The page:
The big disadvantages of glass packaging, of course, are weight and bulk. Less packaging weight means lower transport costs, and less fuel used. Yes, true, this is a good thing for the environment. It’s even better for Kenco, though. I suspect there’s one single big purpose behind this change: cutting Kenco’s transport costs. Their purpose in the world, after all, isn’t to heal the environment, and it isn’t even to make reasonable-tasting coffee. It’s to make money for their owners, by a) selling more coffee and b) lowering the cost of producing that coffee. Trying to persuade us that their cost-cutting is good for the environment will, I assume, help them sell more coffee to some people. In the long run, though, it’s a much less sustainable way to package. It’s not really as good for the environment, as they’d like us to think.

* and still being produced, of course

** And that’s not counting glass milk bottles and fizzy drink bottles, sold on deposit and reused many times over by the manufacturers since, ooh, the railways first came along and made large-scale distribution practical.

No comments yet. »

Keyword noise: , , , , , , , , , , , , , , , , ,

*

Density

In which we double-check Heather Mills’s numbers


I’m not one to care about celebrities, and so I don’t write celebrity stories on here. So think of this, instead, as a maths story.

Heather Mills-McCartney. You know who I mean: the famous amputee who will soon be rich enough that she won’t ever have to work again, thanks to her upcoming divorce. You’ve also probably heard about her going mad on telly a few days ago. In which she said, specifically, that she’s been hounded by the tabloids for 18 months, and had 4,400 abusive articles published about her.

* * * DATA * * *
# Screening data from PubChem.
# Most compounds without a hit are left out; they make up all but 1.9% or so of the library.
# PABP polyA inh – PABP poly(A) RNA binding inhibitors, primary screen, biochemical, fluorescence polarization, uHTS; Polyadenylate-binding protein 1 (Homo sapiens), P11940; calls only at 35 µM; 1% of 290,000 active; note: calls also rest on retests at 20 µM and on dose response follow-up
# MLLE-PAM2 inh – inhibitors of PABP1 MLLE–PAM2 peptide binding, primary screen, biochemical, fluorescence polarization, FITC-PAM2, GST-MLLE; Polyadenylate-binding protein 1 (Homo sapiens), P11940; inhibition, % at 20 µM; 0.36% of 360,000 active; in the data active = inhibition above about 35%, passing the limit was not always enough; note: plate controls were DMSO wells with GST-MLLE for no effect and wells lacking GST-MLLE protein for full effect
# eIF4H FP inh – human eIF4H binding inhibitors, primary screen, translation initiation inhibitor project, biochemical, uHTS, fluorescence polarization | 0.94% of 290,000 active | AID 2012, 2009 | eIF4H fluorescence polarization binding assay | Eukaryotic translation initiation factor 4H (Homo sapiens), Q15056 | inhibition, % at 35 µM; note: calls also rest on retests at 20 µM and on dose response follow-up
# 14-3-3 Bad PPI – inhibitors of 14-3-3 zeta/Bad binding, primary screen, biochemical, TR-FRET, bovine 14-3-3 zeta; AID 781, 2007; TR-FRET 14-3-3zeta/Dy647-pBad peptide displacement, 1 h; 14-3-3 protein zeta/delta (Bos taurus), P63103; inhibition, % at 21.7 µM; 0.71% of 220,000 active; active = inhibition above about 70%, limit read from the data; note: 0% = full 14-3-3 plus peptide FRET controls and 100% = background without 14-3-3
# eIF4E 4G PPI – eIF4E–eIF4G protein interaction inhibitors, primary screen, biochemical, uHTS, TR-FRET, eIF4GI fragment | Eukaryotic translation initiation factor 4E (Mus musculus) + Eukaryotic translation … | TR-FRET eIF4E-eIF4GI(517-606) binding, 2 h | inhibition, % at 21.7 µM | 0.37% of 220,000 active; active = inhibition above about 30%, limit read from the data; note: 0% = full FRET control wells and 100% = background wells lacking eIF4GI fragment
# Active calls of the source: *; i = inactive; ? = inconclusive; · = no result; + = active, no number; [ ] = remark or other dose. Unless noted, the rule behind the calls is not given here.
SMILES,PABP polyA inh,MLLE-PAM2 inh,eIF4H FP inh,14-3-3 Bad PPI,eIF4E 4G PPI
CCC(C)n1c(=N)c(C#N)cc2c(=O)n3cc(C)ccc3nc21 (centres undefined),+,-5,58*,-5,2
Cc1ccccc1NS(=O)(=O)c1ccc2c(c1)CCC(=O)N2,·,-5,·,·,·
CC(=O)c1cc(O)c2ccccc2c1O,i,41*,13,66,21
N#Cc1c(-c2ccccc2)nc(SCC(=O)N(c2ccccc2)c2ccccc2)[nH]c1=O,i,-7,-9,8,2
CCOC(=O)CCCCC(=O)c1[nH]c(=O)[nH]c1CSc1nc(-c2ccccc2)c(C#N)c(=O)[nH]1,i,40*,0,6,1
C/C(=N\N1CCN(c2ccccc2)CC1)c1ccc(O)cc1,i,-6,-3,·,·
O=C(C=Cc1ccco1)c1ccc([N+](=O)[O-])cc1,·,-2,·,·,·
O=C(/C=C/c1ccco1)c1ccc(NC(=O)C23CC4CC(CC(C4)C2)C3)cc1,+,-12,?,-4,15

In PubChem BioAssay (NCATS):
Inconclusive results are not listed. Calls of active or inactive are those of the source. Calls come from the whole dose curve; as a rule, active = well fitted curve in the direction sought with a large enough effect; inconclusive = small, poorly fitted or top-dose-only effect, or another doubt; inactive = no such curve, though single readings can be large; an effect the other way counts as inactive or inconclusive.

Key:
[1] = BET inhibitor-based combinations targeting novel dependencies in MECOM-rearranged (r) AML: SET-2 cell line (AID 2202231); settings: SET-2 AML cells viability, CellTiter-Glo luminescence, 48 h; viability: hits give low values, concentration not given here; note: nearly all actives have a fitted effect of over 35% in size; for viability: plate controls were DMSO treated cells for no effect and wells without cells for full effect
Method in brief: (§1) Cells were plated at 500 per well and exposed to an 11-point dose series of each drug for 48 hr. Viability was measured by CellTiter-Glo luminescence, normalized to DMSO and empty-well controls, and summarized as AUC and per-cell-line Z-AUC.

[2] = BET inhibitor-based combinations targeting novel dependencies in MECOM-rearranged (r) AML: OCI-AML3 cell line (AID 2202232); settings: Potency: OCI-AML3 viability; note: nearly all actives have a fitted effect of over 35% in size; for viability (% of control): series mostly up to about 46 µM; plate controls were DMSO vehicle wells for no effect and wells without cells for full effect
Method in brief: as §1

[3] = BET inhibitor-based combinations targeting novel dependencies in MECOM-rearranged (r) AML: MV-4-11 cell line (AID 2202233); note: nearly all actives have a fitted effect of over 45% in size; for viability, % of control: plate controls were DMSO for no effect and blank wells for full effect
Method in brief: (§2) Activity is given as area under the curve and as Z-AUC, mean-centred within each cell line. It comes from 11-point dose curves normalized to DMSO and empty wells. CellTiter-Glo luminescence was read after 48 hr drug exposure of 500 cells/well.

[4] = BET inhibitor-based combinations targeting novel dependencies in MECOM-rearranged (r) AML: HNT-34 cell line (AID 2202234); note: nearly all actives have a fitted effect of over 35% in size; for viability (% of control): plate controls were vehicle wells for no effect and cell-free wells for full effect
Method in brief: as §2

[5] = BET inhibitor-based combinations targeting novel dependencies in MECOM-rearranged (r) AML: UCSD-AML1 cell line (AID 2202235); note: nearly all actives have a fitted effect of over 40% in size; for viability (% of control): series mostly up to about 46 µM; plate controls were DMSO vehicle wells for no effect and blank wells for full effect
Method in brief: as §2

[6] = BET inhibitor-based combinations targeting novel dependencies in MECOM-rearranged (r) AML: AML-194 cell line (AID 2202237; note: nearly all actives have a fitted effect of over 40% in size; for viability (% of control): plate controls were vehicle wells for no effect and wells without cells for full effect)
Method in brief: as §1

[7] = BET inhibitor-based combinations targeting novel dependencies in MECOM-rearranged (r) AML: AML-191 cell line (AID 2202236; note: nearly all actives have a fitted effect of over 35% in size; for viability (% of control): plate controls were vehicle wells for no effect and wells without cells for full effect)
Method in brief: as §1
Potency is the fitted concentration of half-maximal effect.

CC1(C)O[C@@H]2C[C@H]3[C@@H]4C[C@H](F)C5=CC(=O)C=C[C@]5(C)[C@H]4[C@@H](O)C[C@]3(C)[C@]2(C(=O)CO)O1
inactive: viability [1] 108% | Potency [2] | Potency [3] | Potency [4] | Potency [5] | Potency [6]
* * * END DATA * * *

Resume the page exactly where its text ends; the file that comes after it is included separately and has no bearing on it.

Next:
Let’s just assume for a minute that she’s implying all of those articles appeared in that 18-month period. That’s about 550 days.* Or, in other words, 8 newspaper articles per day. In Britain there are 5 papers that are definitely tabloids, plus another couple that are, well, rather mad and right-wing. If she was only referring to British papers, then she’s claiming that every “tabloid” newspaper** had an article about her every single day, and that all of those articles were abusive. Now that really would be obsessive.

I’m not exactly surprised that her PR agent resigned very quickly. He was probably sitting, with his head in his hands, moaning softly to himself. “Heather! Heather! Don’t you realise how much work I did, to get all that lot published!”

* I’m assuming she didn’t mean 18 months to the day

** It’s a difficult term now there are a couple of serious newspapers that are tabloid-sized. I’m being charitable to The Times here, you understand

No comments yet. »

Keyword noise: , , , , , , , , ,

*

Maybe things are changing, after all

In which politics might actually be looking up